confocal microscopy

(redirected from Microscopy, confocal)

confocal microscopy

Microscopy that permits high-resolution analysis of serial optical sections (microscopic tomograms) into the depths of tissues or cells.
See also: microscopy
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Compared to standard widefield microscopy, confocal laser scanning microscopy delivers a sharp image derived only from a defined focal plane.
Specific techniques are then treated in separate contributions, including holographic microscopy, confocal laser scanning microscopy, optical projection tomography, electron microscopy, magnetic resonance and X-ray imaging, thin light-sheets, and ex-situ macro photography, with each chapter giving an introduction and discussing technical specifications, operator considerations, ideal environments, and tradeoffs.
7-AAD/DNA complexes can be excited by argon-ion laser and emit fluorescence with a maxima of 647 nm, making this nucleic acid stain useful for multicolor fluorescence microscopy, confocal laser-scanning microscopy and flow cytometry.
As one of the most important advances achieved in optical microscopy, confocal laser scanning microscopy (CLSM) offers several advantages over conventional fluorescence microscopy, including control of depth of field, elimination of image-degrading out-of-focus information, and collection of serial optical sections from thick specimens.12 However, the need for minimal tissue AF is more critical to the success of colocalization studies using CLSM than to those using standard fluorescence microscopy, because fluorescence signals are detected using colorblind photomultiplier tubes with CLSM but color-sensitive charge-coupled device cameras are used with standard fluorescence microscopy.
Unlike standard microscopy, confocal microscopy can strongly suppress out-of-focus light.
It is one of the market leaders in each of its business areas: Microscopy, Confocal Laser Scanning Microscopy with corresponding Imaging Systems, Specimen Preparation, and Medical Equipment.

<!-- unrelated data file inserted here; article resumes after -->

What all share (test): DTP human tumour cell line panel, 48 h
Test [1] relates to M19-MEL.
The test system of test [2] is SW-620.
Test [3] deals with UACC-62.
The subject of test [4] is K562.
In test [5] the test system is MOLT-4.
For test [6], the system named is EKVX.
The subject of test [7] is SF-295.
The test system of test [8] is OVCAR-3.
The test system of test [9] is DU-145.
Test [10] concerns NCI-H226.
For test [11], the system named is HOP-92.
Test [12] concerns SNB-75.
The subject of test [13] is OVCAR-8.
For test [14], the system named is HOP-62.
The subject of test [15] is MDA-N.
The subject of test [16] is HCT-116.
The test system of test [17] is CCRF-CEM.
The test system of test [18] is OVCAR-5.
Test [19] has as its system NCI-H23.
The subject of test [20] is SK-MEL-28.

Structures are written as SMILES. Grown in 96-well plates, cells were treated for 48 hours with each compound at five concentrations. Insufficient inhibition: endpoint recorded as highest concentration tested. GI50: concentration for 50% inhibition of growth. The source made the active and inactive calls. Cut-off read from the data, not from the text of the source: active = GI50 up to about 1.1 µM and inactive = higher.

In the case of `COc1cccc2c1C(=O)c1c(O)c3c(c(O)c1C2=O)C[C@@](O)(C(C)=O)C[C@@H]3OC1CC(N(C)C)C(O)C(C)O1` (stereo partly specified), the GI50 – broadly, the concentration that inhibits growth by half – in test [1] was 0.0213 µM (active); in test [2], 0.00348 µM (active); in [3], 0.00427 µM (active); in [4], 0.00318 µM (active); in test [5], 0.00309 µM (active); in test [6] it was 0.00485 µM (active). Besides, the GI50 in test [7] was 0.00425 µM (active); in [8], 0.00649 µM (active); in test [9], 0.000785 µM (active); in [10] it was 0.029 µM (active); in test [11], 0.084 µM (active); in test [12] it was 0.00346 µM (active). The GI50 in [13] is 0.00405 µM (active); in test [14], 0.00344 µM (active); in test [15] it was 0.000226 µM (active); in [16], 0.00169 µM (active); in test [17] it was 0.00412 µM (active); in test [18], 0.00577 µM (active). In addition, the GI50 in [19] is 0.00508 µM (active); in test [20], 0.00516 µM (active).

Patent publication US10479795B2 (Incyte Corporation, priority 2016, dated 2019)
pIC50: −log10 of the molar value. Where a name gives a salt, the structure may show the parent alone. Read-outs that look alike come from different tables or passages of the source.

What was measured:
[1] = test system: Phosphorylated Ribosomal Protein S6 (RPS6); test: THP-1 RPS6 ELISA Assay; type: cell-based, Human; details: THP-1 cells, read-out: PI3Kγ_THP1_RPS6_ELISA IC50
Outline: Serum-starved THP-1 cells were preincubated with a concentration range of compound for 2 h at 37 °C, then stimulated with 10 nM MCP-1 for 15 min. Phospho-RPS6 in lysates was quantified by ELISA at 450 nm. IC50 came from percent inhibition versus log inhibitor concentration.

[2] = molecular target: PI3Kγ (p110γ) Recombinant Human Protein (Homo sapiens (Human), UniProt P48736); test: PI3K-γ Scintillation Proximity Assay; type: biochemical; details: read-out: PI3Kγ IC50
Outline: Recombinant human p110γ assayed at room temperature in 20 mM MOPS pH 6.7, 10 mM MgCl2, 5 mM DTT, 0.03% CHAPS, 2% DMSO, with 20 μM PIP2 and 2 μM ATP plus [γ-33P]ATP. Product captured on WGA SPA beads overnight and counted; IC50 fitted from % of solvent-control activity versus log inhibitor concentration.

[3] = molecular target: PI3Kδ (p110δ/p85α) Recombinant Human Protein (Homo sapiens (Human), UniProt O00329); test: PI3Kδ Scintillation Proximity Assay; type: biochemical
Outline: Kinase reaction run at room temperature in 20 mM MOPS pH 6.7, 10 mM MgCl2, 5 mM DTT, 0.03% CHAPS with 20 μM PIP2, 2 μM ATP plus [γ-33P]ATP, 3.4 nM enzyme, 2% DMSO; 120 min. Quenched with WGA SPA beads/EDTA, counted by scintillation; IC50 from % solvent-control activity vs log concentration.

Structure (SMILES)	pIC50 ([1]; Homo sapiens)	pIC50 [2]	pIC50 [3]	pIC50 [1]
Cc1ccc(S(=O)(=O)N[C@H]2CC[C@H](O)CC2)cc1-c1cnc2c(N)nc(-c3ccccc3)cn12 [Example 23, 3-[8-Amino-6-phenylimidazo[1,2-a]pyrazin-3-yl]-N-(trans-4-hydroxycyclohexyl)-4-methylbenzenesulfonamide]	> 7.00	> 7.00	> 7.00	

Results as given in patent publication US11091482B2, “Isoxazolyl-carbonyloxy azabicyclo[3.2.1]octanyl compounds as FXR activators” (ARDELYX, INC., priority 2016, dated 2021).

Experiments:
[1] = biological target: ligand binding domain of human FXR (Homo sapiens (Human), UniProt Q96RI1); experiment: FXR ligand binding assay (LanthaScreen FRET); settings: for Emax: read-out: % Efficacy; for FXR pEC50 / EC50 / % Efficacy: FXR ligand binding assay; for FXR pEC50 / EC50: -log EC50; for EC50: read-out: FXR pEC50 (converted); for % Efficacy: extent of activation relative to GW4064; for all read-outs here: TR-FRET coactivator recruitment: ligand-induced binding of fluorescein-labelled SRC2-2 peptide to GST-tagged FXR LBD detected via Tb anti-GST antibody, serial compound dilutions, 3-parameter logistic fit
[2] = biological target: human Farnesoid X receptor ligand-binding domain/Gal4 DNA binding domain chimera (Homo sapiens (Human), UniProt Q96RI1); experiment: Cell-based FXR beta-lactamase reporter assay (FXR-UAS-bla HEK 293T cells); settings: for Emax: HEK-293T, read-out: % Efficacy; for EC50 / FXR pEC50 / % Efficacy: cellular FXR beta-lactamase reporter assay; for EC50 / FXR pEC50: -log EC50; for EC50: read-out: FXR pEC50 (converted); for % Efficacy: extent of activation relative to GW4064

After fluorescent microspheres were injected into the blood, samples of the digestive gland were excised, arterioles were prepared for microscopy, confocal laser scanning micrographs were collected and microspheres and cells were counted.
One of two major forms of laser scanning microscopy, confocal laser scanning microscopy uses a beam of laser light focused into a small point of a specimen and can be moved with a computer-controlled scanning mirror.
Investigators did so by using computer simulations of particle gelation; studying product structure using light microscopy, confocal laser scanning microscopy, electron microscopy and dynamic light scattering of gels and emulsions; examining small-deformation rheology and large-deformation rheology of gels and emulsions; and using surface chemical and physical methods on dairy emulsions.
This technology can be applied to images of different magnifications, resolution, and modalities, including electron microscopy, optical microscopy, confocal microscopy, radiology, magnetic resonance imaging (MRI), conventional photography, and other sophisticated imaging variants.